In a strongly worded editorial on Thursday, The Boston Globe called for sparing convicted Boston Marathon bomber, Dzhokhar Tsarnaev, from the death penalty.
The publication’s stance was notable considering that the bombing took place just a few miles from its newsroom. Yet it was not completely surprising — Massachusetts does not allow the death penalty and more Bostonians expressed their preference for a life term over the death sentence for Tsarnaev in a recent poll.
On Wednesday, a jury convicted Tsarnaev on all 3o counts against him for the 2013 bombing that killed three people and wounded 260 others. Now, the group will soon enter deliberations to determine whether Tsarnaev will die for his crimes. Death penalty opponents were purposefully kept off the jury.
“Even supporters of the death penalty should have some qualms about putting Dzhokhar Tsarnaev to death,” the Globe’s board writes. “Sentencing [him] to death would ensure endless appeals, substitute vengeance for justice, and risk letting him become a martyr.”
Two arguments, according to the board, exist for forgoing a capital punishment sentence: legal and philosophical. To address the first, the Globe’s board feels Tsarnaev’s lawyers presented facts that “should plant compelling seeds of doubt”: his age, heavy drug use, and no prior criminal record.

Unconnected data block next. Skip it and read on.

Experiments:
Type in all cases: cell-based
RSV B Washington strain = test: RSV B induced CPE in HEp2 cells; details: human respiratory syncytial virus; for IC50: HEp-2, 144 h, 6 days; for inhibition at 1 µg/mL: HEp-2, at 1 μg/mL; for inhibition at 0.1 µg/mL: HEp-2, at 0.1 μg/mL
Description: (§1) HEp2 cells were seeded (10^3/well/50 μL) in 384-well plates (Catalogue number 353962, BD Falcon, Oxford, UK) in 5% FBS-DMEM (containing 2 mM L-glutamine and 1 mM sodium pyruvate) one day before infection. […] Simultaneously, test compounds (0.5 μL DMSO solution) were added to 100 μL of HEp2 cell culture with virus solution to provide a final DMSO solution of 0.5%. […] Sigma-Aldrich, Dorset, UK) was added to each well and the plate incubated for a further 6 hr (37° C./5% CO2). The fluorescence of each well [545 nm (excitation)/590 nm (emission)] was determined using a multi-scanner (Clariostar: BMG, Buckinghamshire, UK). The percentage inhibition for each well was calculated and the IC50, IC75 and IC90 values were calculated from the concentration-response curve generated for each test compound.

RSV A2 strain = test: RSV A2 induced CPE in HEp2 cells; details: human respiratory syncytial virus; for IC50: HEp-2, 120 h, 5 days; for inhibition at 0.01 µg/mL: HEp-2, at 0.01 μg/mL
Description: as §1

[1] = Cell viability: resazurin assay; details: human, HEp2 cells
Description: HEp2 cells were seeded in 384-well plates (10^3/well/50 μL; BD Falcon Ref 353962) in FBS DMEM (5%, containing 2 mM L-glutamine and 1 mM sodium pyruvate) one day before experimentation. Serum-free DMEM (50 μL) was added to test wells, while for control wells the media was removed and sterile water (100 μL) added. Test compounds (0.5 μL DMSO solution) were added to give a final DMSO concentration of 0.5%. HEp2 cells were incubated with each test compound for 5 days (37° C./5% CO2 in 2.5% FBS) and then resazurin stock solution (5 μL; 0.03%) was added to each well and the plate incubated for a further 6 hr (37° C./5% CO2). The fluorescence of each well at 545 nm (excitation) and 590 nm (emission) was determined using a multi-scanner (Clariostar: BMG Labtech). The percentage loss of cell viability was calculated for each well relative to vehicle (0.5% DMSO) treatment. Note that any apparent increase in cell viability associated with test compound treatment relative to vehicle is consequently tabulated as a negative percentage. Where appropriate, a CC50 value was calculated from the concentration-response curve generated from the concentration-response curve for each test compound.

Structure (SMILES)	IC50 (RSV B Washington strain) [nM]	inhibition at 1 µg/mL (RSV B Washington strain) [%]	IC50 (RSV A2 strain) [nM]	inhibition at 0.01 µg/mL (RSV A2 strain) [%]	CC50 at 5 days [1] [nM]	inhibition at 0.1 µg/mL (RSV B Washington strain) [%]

As for philosophical concerns, even death-penalty proponents agree the punishment should be saved for the worst of the worst. “Dzhokhar wasn’t even the worst of the Tsarnaevs,” the Globe writes.
The board isn’t alone in its logic either.
Sen. Elizabeth Warren (D-Massachusetts) doesn’t think Tsarnaev should face the death penalty.
“My heart goes out to the families here, but I don’t support the death penalty. I think that he should spend his life in jail. No possibility for parole. He should die in prison,” she said Thursday on a CBS talk-show.
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